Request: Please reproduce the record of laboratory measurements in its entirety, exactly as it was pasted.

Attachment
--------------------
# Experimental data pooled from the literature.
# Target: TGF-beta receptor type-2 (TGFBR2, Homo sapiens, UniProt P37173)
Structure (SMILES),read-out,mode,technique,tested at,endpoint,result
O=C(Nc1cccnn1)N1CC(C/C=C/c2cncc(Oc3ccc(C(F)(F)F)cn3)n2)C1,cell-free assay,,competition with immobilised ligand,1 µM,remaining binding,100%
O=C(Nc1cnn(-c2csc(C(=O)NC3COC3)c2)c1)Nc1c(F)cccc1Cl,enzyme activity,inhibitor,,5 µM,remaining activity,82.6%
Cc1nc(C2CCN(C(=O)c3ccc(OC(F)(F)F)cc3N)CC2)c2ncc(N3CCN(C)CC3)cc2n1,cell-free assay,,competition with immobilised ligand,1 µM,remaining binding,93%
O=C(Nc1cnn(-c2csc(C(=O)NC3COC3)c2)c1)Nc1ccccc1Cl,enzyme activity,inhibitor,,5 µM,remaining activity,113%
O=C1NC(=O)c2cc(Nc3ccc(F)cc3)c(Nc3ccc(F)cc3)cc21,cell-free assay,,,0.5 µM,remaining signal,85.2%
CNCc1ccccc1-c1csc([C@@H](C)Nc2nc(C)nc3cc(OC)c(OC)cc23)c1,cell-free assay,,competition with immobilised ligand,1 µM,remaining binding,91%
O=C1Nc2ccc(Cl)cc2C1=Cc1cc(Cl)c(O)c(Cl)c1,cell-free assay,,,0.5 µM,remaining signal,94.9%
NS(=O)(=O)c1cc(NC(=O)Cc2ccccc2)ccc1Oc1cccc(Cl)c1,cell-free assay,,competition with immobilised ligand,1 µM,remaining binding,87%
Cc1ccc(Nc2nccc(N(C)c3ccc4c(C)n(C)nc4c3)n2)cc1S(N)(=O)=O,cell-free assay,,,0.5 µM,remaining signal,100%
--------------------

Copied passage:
# Experimental data pooled from the literature.
# Target: TGF-beta receptor type-2 (TGFBR2, Homo sapiens, UniProt P37173)
Structure (SMILES),read-out,mode,technique,tested at,endpoint,result
O=C(Nc1cccnn1)N1CC(C/C=C/c2cncc(Oc3ccc(C(F)(F)F)cn3)n2)C1,cell-free assay,,competition with immobilised ligand,1 µM,remaining binding,100%
O=C(Nc1cnn(-c2csc(C(=O)NC3COC3)c2)c1)Nc1c(F)cccc1Cl,enzyme activity,inhibitor,,5 µM,remaining activity,82.6%
Cc1nc(C2CCN(C(=O)c3ccc(OC(F)(F)F)cc3N)CC2)c2ncc(N3CCN(C)CC3)cc2n1,cell-free assay,,competition with immobilised ligand,1 µM,remaining binding,93%
O=C(Nc1cnn(-c2csc(C(=O)NC3COC3)c2)c1)Nc1ccccc1Cl,enzyme activity,inhibitor,,5 µM,remaining activity,113%
O=C1NC(=O)c2cc(Nc3ccc(F)cc3)c(Nc3ccc(F)cc3)cc21,cell-free assay,,,0.5 µM,remaining signal,85.2%
CNCc1ccccc1-c1csc([C@@H](C)Nc2nc(C)nc3cc(OC)c(OC)cc23)c1,cell-free assay,,competition with immobilised ligand,1 µM,remaining binding,91%
O=C1Nc2ccc(Cl)cc2C1=Cc1cc(Cl)c(O)c(Cl)c1,cell-free assay,,,0.5 µM,remaining signal,94.9%
NS(=O)(=O)c1cc(NC(=O)Cc2ccccc2)ccc1Oc1cccc(Cl)c1,cell-free assay,,competition with immobilised ligand,1 µM,remaining binding,87%
Cc1ccc(Nc2nccc(N(C)c3ccc4c(C)n(C)nc4c3)n2)cc1S(N)(=O)=O,cell-free assay,,,0.5 µM,remaining signal,100%